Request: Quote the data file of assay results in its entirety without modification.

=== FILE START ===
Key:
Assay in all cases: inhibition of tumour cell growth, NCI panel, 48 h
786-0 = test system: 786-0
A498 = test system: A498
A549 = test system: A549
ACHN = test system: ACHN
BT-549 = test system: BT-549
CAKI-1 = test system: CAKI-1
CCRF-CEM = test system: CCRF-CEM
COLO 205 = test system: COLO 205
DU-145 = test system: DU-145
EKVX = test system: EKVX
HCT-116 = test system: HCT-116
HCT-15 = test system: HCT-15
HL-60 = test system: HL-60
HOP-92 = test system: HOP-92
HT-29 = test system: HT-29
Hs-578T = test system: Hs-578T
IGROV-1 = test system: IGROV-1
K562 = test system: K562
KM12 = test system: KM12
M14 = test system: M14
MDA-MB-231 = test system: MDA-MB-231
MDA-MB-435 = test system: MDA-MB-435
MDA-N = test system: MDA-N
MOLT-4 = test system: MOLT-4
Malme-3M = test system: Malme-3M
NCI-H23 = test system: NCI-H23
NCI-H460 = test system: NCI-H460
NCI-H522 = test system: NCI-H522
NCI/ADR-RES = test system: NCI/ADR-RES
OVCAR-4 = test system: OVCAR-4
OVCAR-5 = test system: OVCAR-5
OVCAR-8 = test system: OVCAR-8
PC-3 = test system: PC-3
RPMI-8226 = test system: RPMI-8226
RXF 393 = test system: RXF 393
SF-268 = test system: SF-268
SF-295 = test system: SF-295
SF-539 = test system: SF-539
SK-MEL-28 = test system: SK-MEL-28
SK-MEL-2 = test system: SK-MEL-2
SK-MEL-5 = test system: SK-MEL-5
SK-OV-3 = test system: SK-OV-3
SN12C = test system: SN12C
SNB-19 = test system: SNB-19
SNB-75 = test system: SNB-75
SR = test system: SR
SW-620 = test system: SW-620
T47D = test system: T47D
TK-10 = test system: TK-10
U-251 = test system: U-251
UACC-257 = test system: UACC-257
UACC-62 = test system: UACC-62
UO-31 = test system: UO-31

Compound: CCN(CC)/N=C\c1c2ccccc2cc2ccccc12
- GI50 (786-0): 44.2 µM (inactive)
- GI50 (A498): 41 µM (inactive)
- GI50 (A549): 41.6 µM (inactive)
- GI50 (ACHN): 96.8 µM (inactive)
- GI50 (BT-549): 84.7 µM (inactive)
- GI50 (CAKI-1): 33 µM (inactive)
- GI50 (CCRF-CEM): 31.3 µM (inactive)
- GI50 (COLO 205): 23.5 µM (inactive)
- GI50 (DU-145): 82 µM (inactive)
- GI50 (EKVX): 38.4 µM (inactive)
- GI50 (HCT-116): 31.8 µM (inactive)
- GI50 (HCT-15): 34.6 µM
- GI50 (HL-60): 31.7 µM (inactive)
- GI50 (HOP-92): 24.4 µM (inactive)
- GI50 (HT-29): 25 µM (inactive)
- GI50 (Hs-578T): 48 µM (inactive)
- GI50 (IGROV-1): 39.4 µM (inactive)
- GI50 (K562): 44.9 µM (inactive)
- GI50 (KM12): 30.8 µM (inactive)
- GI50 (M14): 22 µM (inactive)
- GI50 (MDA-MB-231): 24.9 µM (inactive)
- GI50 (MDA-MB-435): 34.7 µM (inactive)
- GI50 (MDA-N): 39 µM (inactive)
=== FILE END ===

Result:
Key:
Assay in all cases: inhibition of tumour cell growth, NCI panel, 48 h
786-0 = test system: 786-0
A498 = test system: A498
A549 = test system: A549
ACHN = test system: ACHN
BT-549 = test system: BT-549
CAKI-1 = test system: CAKI-1
CCRF-CEM = test system: CCRF-CEM
COLO 205 = test system: COLO 205
DU-145 = test system: DU-145
EKVX = test system: EKVX
HCT-116 = test system: HCT-116
HCT-15 = test system: HCT-15
HL-60 = test system: HL-60
HOP-92 = test system: HOP-92
HT-29 = test system: HT-29
Hs-578T = test system: Hs-578T
IGROV-1 = test system: IGROV-1
K562 = test system: K562
KM12 = test system: KM12
M14 = test system: M14
MDA-MB-231 = test system: MDA-MB-231
MDA-MB-435 = test system: MDA-MB-435
MDA-N = test system: MDA-N
MOLT-4 = test system: MOLT-4
Malme-3M = test system: Malme-3M
NCI-H23 = test system: NCI-H23
NCI-H460 = test system: NCI-H460
NCI-H522 = test system: NCI-H522
NCI/ADR-RES = test system: NCI/ADR-RES
OVCAR-4 = test system: OVCAR-4
OVCAR-5 = test system: OVCAR-5
OVCAR-8 = test system: OVCAR-8
PC-3 = test system: PC-3
RPMI-8226 = test system: RPMI-8226
RXF 393 = test system: RXF 393
SF-268 = test system: SF-268
SF-295 = test system: SF-295
SF-539 = test system: SF-539
SK-MEL-28 = test system: SK-MEL-28
SK-MEL-2 = test system: SK-MEL-2
SK-MEL-5 = test system: SK-MEL-5
SK-OV-3 = test system: SK-OV-3
SN12C = test system: SN12C
SNB-19 = test system: SNB-19
SNB-75 = test system: SNB-75
SR = test system: SR
SW-620 = test system: SW-620
T47D = test system: T47D
TK-10 = test system: TK-10
U-251 = test system: U-251
UACC-257 = test system: UACC-257
UACC-62 = test system: UACC-62
UO-31 = test system: UO-31

Compound: CCN(CC)/N=C\c1c2ccccc2cc2ccccc12
- GI50 (786-0): 44.2 µM (inactive)
- GI50 (A498): 41 µM (inactive)
- GI50 (A549): 41.6 µM (inactive)
- GI50 (ACHN): 96.8 µM (inactive)
- GI50 (BT-549): 84.7 µM (inactive)
- GI50 (CAKI-1): 33 µM (inactive)
- GI50 (CCRF-CEM): 31.3 µM (inactive)
- GI50 (COLO 205): 23.5 µM (inactive)
- GI50 (DU-145): 82 µM (inactive)
- GI50 (EKVX): 38.4 µM (inactive)
- GI50 (HCT-116): 31.8 µM (inactive)
- GI50 (HCT-15): 34.6 µM
- GI50 (HL-60): 31.7 µM (inactive)
- GI50 (HOP-92): 24.4 µM (inactive)
- GI50 (HT-29): 25 µM (inactive)
- GI50 (Hs-578T): 48 µM (inactive)
- GI50 (IGROV-1): 39.4 µM (inactive)
- GI50 (K562): 44.9 µM (inactive)
- GI50 (KM12): 30.8 µM (inactive)
- GI50 (M14): 22 µM (inactive)
- GI50 (MDA-MB-231): 24.9 µM (inactive)
- GI50 (MDA-MB-435): 34.7 µM (inactive)
- GI50 (MDA-N): 39 µM (inactive)